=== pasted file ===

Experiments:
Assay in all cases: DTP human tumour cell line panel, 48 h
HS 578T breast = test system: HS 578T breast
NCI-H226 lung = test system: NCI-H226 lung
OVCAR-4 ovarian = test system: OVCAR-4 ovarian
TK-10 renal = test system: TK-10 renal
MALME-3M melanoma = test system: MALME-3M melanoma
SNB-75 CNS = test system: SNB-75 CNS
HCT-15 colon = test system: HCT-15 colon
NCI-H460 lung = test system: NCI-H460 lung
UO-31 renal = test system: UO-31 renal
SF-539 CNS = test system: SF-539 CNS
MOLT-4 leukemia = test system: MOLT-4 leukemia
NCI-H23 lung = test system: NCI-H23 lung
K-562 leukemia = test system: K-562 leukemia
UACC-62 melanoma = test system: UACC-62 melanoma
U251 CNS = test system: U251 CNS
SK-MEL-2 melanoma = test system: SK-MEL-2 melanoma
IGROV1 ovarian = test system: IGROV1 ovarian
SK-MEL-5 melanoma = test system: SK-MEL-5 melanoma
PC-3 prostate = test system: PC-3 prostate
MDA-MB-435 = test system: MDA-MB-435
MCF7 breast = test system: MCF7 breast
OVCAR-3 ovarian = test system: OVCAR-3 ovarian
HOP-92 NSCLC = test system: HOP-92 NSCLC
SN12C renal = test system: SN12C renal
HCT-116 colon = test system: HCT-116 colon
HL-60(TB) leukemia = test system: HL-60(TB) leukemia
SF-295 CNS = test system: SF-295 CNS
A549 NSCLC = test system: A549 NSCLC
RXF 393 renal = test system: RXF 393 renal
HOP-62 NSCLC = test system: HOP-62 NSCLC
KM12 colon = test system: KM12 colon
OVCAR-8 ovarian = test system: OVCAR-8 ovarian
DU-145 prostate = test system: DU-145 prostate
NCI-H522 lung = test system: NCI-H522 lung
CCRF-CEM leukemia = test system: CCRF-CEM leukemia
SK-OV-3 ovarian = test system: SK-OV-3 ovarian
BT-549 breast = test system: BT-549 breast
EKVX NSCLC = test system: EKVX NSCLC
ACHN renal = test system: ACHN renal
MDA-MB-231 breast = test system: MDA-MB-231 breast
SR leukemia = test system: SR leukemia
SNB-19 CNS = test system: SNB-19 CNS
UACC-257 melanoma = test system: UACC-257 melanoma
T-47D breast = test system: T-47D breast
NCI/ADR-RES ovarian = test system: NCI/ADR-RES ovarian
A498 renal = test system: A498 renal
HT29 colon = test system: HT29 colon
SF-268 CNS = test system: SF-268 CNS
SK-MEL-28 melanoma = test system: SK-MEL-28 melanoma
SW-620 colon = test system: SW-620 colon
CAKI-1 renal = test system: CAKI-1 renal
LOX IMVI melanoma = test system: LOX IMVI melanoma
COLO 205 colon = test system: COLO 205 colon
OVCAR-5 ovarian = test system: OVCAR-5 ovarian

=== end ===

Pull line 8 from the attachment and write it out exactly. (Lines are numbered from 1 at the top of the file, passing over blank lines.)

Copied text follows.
SNB-75 CNS = test system: SNB-75 CNS